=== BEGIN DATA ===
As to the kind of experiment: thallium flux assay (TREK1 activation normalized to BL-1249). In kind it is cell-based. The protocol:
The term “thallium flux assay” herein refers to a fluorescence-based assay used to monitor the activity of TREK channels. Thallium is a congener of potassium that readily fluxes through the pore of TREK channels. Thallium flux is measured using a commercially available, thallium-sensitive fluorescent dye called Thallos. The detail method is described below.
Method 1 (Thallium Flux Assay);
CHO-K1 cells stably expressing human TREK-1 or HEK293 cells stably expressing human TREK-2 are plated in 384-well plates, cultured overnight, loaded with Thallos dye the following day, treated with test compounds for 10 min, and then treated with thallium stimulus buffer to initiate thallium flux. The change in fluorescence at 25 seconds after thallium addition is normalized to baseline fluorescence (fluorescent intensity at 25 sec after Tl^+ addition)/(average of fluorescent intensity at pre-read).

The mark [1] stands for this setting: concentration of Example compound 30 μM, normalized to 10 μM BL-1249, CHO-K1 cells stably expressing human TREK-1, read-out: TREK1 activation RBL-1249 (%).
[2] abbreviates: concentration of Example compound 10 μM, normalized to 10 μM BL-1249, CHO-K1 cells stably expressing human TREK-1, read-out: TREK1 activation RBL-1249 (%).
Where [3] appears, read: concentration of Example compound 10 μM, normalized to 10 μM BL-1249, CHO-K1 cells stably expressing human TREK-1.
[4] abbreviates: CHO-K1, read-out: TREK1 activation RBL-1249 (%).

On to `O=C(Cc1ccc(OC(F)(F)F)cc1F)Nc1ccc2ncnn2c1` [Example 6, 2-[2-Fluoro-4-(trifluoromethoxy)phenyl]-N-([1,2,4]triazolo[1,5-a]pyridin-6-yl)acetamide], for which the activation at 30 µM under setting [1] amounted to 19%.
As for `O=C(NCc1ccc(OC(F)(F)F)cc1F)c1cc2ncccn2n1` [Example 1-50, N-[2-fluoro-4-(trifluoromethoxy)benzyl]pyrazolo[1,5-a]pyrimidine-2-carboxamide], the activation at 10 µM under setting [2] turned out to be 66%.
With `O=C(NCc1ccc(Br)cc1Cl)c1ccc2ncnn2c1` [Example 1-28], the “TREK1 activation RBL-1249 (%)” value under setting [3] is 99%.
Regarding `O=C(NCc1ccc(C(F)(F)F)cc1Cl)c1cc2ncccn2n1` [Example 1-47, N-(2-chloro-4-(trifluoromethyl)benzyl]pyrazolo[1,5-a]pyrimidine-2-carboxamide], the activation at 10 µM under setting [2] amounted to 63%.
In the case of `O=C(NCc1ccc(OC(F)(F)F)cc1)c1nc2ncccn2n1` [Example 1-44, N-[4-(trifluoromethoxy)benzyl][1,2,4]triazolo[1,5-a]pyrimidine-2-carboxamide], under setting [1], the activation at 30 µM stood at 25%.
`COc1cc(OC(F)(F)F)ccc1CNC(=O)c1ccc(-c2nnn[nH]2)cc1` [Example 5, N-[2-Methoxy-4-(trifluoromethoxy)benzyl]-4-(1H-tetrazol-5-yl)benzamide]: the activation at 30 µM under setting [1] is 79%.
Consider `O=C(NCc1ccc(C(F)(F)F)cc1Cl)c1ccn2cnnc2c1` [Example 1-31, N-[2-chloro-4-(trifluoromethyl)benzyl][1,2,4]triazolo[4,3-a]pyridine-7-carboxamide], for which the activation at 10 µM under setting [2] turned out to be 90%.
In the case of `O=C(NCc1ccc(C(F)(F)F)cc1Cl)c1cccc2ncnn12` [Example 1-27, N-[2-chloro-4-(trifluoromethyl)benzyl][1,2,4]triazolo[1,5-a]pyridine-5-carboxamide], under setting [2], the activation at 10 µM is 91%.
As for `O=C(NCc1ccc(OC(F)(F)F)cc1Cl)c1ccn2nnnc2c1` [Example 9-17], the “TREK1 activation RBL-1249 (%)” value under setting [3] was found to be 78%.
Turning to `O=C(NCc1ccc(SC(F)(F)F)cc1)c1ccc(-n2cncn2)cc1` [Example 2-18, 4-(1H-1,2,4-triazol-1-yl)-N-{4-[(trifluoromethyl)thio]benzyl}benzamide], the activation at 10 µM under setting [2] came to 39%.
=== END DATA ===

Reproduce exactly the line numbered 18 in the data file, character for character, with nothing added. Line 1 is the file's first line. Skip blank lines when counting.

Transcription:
Turning to `O=C(NCc1ccc(SC(F)(F)F)cc1)c1ccc(-n2cncn2)cc1` [Example 2-18, 4-(1H-1,2,4-triazol-1-yl)-N-{4-[(trifluoromethyl)thio]benzyl}benzamide], the activation at 10 µM under setting [2] came to 39%.